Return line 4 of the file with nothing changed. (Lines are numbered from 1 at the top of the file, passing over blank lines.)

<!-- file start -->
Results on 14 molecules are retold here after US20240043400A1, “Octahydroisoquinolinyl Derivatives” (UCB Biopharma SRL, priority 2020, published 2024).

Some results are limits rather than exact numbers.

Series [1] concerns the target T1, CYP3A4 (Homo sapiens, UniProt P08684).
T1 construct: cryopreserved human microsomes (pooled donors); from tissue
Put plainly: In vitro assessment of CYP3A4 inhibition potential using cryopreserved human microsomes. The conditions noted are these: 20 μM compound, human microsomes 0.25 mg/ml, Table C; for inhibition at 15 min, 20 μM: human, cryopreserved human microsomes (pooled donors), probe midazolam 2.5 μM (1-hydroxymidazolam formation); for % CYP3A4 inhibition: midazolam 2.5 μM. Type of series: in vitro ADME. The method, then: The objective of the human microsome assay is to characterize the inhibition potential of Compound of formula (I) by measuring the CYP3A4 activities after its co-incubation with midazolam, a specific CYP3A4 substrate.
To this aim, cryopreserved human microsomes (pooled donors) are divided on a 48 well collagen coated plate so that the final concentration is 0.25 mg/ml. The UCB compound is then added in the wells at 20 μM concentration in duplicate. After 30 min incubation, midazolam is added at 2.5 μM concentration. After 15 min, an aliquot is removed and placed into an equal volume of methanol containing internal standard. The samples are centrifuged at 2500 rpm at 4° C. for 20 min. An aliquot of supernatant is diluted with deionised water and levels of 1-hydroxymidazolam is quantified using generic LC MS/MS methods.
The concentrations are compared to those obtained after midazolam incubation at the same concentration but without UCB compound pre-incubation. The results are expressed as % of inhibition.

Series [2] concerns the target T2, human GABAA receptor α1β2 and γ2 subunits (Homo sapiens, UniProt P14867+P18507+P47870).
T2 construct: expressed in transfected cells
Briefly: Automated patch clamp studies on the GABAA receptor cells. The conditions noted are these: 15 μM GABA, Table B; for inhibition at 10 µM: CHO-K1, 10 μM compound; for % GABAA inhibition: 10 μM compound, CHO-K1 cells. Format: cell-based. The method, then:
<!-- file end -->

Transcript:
T1 construct: cryopreserved human microsomes (pooled donors); from tissue